Apr 012021

Patterns of Sensory Processing Disorder

Patterns of Sensory Processing Disorder

Sensory Processing Disorder (SPD) often misinterprets sensory information, such as sound, movement, light, and tough. Since they cannot process the information being transmitted by their senses, people with SPD often overreact to a sensation that other people find normal.

Alternatively, they may be unaware of sensations others feel. For example, some people with sensory processing disorder have a higher threshold for pain because of delayed or absent sensory response. 

Since those with SPD have a combination of different symptoms, sensory processing therapy looks at various sensory processing disorder patterns. This way, the best sensory integration therapy in Singapore will be used for optimal results. 

Sensory Modulation Disorder

This pattern analyzes the level of difficulty one faces when regulating responses to sensory stimuli. There are three major reactions to sensory stimuli under this pattern, overreaction, underreaction, and sensory craving. 

People who have an over-responsive sensory tend to respond too soon, too much, or too long to sensory stimuli. Those who under-respond either have a muted response or respond with a lower intensity than the average person. 

The other category of people with SPD is those that crave sensory stimulation. People with this disorder will seek more stimulation when they feel the need. For example, some children crave the texture of their mother’s hair while others yearn to rub against bare skin. 

Motor Disorder

This pattern focuses on motor coordination, balance, and skill development. Children with motor disorder take too long to develop motor skills, while others have weak and poor coordination. For example, most children find it easy to hold a pencil when they have fully developed motor skills. However, those with motor disorder struggle to hold a pencil, and if they manage to do it, scribbling is a difficult task.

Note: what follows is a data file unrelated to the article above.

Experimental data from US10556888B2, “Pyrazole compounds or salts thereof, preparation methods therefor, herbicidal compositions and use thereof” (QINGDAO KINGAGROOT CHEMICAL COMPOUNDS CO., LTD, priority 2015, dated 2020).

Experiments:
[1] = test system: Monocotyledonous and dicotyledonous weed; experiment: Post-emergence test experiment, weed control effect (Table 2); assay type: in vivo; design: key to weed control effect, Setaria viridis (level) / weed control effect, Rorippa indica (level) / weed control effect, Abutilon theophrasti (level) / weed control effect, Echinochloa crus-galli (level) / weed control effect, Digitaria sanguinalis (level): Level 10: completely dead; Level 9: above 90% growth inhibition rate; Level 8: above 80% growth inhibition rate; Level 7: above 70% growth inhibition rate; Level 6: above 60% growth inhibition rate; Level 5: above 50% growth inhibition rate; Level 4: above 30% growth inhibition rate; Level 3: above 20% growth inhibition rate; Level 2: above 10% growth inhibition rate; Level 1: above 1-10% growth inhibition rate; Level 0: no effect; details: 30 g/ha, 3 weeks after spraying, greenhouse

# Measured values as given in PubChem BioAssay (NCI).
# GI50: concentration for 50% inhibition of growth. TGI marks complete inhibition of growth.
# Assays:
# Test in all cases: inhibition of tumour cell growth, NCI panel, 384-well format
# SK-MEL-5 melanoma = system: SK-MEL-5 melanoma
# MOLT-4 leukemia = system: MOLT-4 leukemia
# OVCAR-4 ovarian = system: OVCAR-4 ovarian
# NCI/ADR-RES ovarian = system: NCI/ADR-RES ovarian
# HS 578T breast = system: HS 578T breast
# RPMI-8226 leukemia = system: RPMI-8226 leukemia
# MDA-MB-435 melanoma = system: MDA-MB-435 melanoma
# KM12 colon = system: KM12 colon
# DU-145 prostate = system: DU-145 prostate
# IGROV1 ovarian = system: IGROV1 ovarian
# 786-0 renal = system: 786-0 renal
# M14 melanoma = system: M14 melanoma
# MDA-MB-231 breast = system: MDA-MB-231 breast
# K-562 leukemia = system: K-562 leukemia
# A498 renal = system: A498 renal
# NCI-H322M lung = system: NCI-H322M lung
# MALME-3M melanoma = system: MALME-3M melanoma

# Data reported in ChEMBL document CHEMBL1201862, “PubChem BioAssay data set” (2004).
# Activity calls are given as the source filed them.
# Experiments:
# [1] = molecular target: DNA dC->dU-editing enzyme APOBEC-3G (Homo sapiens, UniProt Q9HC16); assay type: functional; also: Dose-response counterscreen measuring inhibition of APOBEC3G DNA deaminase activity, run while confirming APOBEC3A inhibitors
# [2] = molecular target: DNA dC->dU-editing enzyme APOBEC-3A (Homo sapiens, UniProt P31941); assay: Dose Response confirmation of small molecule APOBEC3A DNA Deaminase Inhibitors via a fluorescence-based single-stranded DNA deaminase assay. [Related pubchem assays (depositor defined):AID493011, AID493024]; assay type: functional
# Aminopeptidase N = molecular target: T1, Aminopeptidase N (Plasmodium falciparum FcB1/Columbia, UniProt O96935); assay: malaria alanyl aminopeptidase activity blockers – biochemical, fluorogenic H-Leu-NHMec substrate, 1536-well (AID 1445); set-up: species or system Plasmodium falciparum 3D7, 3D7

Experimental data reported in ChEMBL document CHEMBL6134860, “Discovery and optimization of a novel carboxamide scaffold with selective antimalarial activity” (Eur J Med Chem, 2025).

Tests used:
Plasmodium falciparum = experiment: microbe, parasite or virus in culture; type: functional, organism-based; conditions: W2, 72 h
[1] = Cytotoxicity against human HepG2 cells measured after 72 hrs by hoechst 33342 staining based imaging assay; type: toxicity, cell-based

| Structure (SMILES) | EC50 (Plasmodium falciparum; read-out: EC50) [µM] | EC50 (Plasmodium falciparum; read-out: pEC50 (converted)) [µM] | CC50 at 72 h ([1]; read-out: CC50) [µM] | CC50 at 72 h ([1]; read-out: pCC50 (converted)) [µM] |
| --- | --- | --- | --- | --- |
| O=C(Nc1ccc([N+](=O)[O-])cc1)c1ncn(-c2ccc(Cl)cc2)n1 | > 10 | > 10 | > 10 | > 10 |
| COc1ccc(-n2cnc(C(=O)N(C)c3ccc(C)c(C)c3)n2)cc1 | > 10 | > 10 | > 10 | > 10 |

The motor disorder is classified into two; postural disorder and dyspraxia. The postural disorder has to do with poorly developed patterns. For example, some children cannot run straight or seem slightly bent on one side as they run. 

Dyspraxia, on the other hand, refers to poor coordination. Those with dyspraxia often struggle to plan and execute a skilled movement. The difference in motor disorder will influence the type of sensory processing therapy to be used. 

Sensory Discrimination Disorder

This is one of the most elaborate patterns of sensory processing disorder. People with this disorder struggle to interpret stimuli from various senses. For example, one may fail to interpret the sounds they hear, things they see, surfaces they touch, or movement of the body through spaces or against gravity. 

For example, wearing a sweater may seem a natural process. However, someone with sensory discrimination disorder may feel the space is too small for his head to pass. This is why some children panic when wearing a shirt or sweater. 

While some of the disorders under this pattern may seem manageable, some people struggle with interoception disorder more. This disorder has to do with misinterpretation of stimuli from internal organs. 

For example, one may need to use the toilet but fails to interpret it as such. This is why toilet training some children is quite difficult because they fail to interpret the stimuli completely or too late. 

Do you sometimes wonder why your child waits until the very last minute to rush to the toilet? Sometimes it is not intentional. It may be because it takes longer for him to interpret the message his bladder is sending. 

During sensory processing therapy, the therapist will analyze these patterns to determine the severity of the disorder. This way, the right therapy combinations can help balance the responses and reactions to sensory stimuli.